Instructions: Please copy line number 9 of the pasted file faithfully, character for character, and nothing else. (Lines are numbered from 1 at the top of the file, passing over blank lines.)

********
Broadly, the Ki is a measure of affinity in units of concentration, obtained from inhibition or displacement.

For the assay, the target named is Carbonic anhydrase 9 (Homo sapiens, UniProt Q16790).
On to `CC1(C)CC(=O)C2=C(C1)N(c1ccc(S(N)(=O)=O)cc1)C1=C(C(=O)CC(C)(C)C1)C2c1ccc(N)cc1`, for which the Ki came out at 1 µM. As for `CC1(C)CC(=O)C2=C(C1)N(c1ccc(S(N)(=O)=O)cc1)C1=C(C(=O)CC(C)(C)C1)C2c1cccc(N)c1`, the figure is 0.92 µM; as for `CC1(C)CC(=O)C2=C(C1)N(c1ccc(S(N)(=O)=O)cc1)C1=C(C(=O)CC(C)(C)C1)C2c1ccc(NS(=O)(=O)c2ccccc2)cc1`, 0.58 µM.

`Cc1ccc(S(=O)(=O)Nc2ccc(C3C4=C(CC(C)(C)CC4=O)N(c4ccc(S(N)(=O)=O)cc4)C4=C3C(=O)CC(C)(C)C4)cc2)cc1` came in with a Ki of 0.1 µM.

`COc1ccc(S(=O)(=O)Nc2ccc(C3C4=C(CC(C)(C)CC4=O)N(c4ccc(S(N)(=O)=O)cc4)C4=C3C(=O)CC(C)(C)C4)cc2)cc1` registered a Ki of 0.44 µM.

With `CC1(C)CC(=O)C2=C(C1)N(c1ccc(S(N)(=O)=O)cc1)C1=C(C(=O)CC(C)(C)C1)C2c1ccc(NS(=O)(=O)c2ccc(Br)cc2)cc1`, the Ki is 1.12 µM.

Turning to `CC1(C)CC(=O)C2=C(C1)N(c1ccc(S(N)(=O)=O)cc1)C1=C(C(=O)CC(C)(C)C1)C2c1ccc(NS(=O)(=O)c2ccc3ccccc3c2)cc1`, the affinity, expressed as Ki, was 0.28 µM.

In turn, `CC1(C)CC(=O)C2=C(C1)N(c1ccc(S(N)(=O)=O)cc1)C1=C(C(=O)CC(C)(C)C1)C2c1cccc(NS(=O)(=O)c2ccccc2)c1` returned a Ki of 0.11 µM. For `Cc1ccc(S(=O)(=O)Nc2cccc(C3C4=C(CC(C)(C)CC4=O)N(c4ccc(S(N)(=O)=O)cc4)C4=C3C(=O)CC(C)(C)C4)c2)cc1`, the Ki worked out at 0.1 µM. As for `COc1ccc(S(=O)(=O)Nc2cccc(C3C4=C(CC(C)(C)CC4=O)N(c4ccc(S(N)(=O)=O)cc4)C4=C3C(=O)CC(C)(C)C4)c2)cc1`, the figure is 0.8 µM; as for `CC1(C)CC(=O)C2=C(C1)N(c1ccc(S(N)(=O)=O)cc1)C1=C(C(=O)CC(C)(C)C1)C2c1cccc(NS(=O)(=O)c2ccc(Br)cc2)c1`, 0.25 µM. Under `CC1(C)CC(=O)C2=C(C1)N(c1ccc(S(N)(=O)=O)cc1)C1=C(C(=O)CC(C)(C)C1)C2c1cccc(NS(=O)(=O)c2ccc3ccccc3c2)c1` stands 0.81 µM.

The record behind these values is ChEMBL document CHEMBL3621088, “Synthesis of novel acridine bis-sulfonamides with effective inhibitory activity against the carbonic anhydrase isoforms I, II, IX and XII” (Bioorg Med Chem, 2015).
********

The record behind these values is ChEMBL document CHEMBL3621088, “Synthesis of novel acridine bis-sulfonamides with effective inhibitory activity against the carbonic anhydrase isoforms I, II, IX and XII” (Bioorg Med Chem, 2015).